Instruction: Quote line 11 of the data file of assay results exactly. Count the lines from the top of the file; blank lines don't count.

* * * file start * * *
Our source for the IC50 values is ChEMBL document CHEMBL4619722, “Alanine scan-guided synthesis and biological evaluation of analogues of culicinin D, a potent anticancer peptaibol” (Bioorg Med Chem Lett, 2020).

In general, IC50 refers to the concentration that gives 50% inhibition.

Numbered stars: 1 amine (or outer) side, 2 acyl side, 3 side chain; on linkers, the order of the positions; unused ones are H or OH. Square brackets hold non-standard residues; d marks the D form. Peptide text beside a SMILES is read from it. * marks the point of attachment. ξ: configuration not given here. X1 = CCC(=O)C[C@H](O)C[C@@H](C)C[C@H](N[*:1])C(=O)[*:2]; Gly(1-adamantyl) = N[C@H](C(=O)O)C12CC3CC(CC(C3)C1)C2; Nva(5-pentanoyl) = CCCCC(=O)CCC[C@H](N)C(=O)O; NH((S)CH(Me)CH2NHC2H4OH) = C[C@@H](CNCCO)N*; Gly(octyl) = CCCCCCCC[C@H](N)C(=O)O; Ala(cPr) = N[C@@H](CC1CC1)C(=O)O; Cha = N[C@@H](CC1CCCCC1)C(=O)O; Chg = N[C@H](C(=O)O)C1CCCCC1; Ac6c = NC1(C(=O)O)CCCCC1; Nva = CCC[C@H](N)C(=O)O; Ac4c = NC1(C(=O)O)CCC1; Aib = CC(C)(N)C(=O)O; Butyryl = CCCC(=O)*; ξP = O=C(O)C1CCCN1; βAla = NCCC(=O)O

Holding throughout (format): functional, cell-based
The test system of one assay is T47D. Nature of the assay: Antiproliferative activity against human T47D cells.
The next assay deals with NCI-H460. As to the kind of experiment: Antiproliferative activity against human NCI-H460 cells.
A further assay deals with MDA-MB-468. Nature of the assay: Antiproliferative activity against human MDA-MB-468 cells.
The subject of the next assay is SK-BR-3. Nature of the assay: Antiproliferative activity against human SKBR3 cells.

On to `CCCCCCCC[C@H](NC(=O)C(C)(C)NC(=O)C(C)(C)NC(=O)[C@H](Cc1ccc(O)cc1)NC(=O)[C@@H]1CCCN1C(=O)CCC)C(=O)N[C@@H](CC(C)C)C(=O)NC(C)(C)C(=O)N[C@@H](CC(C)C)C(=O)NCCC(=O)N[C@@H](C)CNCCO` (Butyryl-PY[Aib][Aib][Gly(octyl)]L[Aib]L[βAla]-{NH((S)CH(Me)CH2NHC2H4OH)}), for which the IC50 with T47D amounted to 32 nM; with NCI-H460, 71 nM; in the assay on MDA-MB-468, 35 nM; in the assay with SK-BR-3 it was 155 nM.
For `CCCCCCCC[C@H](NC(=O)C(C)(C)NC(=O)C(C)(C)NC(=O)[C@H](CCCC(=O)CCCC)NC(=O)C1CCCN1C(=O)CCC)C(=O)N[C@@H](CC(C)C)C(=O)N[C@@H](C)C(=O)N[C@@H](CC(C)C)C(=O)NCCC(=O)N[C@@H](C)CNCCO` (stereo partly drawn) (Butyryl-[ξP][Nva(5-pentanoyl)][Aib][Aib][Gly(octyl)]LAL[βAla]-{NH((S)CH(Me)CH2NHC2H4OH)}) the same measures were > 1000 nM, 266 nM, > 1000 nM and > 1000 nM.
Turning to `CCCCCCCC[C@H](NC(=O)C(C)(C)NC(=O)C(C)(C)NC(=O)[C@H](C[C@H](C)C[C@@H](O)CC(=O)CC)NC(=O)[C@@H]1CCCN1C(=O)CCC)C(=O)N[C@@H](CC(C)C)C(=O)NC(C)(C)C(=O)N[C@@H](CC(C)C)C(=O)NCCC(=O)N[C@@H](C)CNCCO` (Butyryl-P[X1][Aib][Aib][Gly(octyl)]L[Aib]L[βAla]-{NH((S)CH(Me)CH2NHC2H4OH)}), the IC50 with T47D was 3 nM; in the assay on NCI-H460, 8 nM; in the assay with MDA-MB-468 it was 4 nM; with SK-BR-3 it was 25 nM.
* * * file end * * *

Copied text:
Turning to `CCCCCCCC[C@H](NC(=O)C(C)(C)NC(=O)C(C)(C)NC(=O)[C@H](C[C@H](C)C[C@@H](O)CC(=O)CC)NC(=O)[C@@H]1CCCN1C(=O)CCC)C(=O)N[C@@H](CC(C)C)C(=O)NC(C)(C)C(=O)N[C@@H](CC(C)C)C(=O)NCCC(=O)N[C@@H](C)CNCCO` (Butyryl-P[X1][Aib][Aib][Gly(octyl)]L[Aib]L[βAla]-{NH((S)CH(Me)CH2NHC2H4OH)}), the IC50 with T47D was 3 nM; in the assay on NCI-H460, 8 nM; in the assay with MDA-MB-468 it was 4 nM; with SK-BR-3 it was 25 nM.